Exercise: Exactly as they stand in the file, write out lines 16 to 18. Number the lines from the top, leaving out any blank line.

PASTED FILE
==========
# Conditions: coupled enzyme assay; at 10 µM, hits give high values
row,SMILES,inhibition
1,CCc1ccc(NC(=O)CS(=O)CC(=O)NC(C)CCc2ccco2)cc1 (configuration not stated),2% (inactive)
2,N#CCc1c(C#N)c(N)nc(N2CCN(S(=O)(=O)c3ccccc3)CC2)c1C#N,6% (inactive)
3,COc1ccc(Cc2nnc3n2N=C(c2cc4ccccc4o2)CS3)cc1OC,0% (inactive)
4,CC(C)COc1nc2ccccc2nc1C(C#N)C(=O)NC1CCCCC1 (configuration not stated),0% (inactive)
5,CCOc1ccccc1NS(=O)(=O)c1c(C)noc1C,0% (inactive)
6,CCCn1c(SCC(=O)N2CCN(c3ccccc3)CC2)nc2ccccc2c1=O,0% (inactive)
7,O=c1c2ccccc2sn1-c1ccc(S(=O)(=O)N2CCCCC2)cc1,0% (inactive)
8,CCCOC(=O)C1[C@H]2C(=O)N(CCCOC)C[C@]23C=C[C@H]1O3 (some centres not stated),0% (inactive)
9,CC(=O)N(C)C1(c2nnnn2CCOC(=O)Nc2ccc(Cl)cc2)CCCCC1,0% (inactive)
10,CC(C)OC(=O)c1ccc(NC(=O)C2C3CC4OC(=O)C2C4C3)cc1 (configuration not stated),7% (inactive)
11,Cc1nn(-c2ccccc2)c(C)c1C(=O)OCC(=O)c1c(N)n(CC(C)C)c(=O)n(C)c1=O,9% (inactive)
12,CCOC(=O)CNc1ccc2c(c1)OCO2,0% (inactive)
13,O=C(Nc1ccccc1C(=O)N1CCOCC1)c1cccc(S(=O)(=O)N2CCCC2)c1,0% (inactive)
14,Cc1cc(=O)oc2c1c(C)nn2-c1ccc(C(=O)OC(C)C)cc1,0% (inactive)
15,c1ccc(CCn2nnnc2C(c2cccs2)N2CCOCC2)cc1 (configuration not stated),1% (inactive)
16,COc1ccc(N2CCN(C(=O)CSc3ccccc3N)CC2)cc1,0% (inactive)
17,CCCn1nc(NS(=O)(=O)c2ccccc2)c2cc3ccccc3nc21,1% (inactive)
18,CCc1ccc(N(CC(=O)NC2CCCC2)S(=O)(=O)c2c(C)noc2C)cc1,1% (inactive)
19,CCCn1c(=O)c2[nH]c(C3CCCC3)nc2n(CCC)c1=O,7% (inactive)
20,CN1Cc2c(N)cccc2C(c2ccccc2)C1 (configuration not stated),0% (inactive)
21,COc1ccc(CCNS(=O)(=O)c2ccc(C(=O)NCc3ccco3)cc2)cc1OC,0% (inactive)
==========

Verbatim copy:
14,Cc1cc(=O)oc2c1c(C)nn2-c1ccc(C(=O)OC(C)C)cc1,0% (inactive)
15,c1ccc(CCn2nnnc2C(c2cccs2)N2CCOCC2)cc1 (configuration not stated),1% (inactive)
16,COc1ccc(N2CCN(C(=O)CSc3ccccc3N)CC2)cc1,0% (inactive)